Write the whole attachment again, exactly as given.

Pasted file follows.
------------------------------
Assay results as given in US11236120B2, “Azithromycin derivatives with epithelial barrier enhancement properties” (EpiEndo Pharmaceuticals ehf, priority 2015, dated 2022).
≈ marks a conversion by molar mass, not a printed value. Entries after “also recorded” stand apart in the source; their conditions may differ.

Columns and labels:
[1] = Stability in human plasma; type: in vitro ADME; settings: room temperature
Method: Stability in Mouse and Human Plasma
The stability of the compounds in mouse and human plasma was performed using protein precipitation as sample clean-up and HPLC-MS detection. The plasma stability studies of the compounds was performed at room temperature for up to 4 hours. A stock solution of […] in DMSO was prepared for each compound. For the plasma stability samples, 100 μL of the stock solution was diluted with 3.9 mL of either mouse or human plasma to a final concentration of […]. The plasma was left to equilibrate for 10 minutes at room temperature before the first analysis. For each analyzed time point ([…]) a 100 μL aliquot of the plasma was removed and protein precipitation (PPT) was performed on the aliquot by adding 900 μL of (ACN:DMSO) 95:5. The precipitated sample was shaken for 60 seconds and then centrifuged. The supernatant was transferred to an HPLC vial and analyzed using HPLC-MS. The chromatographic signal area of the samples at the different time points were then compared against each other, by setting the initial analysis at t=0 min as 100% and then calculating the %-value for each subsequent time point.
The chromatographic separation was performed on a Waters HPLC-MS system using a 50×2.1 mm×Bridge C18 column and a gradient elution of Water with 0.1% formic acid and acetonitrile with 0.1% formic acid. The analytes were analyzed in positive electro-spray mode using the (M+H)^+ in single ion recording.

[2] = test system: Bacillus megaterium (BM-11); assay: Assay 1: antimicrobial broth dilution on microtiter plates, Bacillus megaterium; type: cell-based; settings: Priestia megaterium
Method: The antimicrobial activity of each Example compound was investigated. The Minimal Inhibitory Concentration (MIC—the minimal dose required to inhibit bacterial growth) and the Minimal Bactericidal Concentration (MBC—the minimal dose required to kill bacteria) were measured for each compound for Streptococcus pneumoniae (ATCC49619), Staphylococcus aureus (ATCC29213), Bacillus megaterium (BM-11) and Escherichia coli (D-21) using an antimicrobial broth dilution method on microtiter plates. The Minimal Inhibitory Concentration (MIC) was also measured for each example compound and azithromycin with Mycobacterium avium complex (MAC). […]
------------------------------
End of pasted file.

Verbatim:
Assay results as given in US11236120B2, “Azithromycin derivatives with epithelial barrier enhancement properties” (EpiEndo Pharmaceuticals ehf, priority 2015, dated 2022).
≈ marks a conversion by molar mass, not a printed value. Entries after “also recorded” stand apart in the source; their conditions may differ.

Columns and labels:
[1] = Stability in human plasma; type: in vitro ADME; settings: room temperature
Method: Stability in Mouse and Human Plasma
The stability of the compounds in mouse and human plasma was performed using protein precipitation as sample clean-up and HPLC-MS detection. The plasma stability studies of the compounds was performed at room temperature for up to 4 hours. A stock solution of […] in DMSO was prepared for each compound. For the plasma stability samples, 100 μL of the stock solution was diluted with 3.9 mL of either mouse or human plasma to a final concentration of […]. The plasma was left to equilibrate for 10 minutes at room temperature before the first analysis. For each analyzed time point ([…]) a 100 μL aliquot of the plasma was removed and protein precipitation (PPT) was performed on the aliquot by adding 900 μL of (ACN:DMSO) 95:5. The precipitated sample was shaken for 60 seconds and then centrifuged. The supernatant was transferred to an HPLC vial and analyzed using HPLC-MS. The chromatographic signal area of the samples at the different time points were then compared against each other, by setting the initial analysis at t=0 min as 100% and then calculating the %-value for each subsequent time point.
The chromatographic separation was performed on a Waters HPLC-MS system using a 50×2.1 mm×Bridge C18 column and a gradient elution of Water with 0.1% formic acid and acetonitrile with 0.1% formic acid. The analytes were analyzed in positive electro-spray mode using the (M+H)^+ in single ion recording.

[2] = test system: Bacillus megaterium (BM-11); assay: Assay 1: antimicrobial broth dilution on microtiter plates, Bacillus megaterium; type: cell-based; settings: Priestia megaterium
Method: The antimicrobial activity of each Example compound was investigated. The Minimal Inhibitory Concentration (MIC—the minimal dose required to inhibit bacterial growth) and the Minimal Bactericidal Concentration (MBC—the minimal dose required to kill bacteria) were measured for each compound for Streptococcus pneumoniae (ATCC49619), Staphylococcus aureus (ATCC29213), Bacillus megaterium (BM-11) and Escherichia coli (D-21) using an antimicrobial broth dilution method on microtiter plates. The Minimal Inhibitory Concentration (MIC) was also measured for each example compound and azithromycin with Mycobacterium avium complex (MAC). […]